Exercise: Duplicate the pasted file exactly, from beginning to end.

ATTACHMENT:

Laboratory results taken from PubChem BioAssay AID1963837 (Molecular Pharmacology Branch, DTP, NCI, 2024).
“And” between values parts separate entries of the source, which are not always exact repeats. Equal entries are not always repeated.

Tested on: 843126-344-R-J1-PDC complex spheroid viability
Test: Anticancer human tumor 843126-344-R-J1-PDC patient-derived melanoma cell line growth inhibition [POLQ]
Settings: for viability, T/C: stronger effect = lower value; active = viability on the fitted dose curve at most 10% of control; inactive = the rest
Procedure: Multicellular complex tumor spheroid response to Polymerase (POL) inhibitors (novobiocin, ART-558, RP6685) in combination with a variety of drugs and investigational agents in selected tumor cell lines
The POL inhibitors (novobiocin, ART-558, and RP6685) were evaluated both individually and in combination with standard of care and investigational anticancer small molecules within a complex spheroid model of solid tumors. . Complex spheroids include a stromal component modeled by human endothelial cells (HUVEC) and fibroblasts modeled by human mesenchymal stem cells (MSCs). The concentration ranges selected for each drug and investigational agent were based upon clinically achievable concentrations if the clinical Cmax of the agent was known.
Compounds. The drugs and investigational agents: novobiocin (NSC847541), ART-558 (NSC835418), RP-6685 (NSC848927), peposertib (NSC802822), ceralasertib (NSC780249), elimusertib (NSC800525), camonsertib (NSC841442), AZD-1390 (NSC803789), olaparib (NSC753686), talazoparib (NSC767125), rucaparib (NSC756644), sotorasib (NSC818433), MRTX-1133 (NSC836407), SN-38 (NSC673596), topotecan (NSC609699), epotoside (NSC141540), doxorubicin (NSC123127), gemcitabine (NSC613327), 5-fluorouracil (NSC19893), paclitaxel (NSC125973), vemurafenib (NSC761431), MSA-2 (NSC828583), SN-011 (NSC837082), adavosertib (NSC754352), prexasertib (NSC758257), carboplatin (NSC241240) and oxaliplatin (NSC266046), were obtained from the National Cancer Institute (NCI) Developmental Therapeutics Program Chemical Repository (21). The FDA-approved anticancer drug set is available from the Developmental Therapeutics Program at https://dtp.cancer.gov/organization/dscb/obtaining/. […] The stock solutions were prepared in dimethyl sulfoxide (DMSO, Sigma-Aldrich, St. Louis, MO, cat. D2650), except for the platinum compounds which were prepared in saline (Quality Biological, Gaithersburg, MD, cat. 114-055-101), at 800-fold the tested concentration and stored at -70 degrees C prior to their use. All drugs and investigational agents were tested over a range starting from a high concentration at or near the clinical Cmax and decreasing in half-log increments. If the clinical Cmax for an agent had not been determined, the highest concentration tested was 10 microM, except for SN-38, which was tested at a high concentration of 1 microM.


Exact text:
Laboratory results taken from PubChem BioAssay AID1963837 (Molecular Pharmacology Branch, DTP, NCI, 2024).
“And” between values parts separate entries of the source, which are not always exact repeats. Equal entries are not always repeated.

Tested on: 843126-344-R-J1-PDC complex spheroid viability
Test: Anticancer human tumor 843126-344-R-J1-PDC patient-derived melanoma cell line growth inhibition [POLQ]
Settings: for viability, T/C: stronger effect = lower value; active = viability on the fitted dose curve at most 10% of control; inactive = the rest
Procedure: Multicellular complex tumor spheroid response to Polymerase (POL) inhibitors (novobiocin, ART-558, RP6685) in combination with a variety of drugs and investigational agents in selected tumor cell lines
The POL inhibitors (novobiocin, ART-558, and RP6685) were evaluated both individually and in combination with standard of care and investigational anticancer small molecules within a complex spheroid model of solid tumors. . Complex spheroids include a stromal component modeled by human endothelial cells (HUVEC) and fibroblasts modeled by human mesenchymal stem cells (MSCs). The concentration ranges selected for each drug and investigational agent were based upon clinically achievable concentrations if the clinical Cmax of the agent was known.
Compounds. The drugs and investigational agents: novobiocin (NSC847541), ART-558 (NSC835418), RP-6685 (NSC848927), peposertib (NSC802822), ceralasertib (NSC780249), elimusertib (NSC800525), camonsertib (NSC841442), AZD-1390 (NSC803789), olaparib (NSC753686), talazoparib (NSC767125), rucaparib (NSC756644), sotorasib (NSC818433), MRTX-1133 (NSC836407), SN-38 (NSC673596), topotecan (NSC609699), epotoside (NSC141540), doxorubicin (NSC123127), gemcitabine (NSC613327), 5-fluorouracil (NSC19893), paclitaxel (NSC125973), vemurafenib (NSC761431), MSA-2 (NSC828583), SN-011 (NSC837082), adavosertib (NSC754352), prexasertib (NSC758257), carboplatin (NSC241240) and oxaliplatin (NSC266046), were obtained from the National Cancer Institute (NCI) Developmental Therapeutics Program Chemical Repository (21). The FDA-approved anticancer drug set is available from the Developmental Therapeutics Program at https://dtp.cancer.gov/organization/dscb/obtaining/. […] The stock solutions were prepared in dimethyl sulfoxide (DMSO, Sigma-Aldrich, St. Louis, MO, cat. D2650), except for the platinum compounds which were prepared in saline (Quality Biological, Gaithersburg, MD, cat. 114-055-101), at 800-fold the tested concentration and stored at -70 degrees C prior to their use. All drugs and investigational agents were tested over a range starting from a high concentration at or near the clinical Cmax and decreasing in half-log increments. If the clinical Cmax for an agent had not been determined, the highest concentration tested was 10 microM, except for SN-38, which was tested at a high concentration of 1 microM.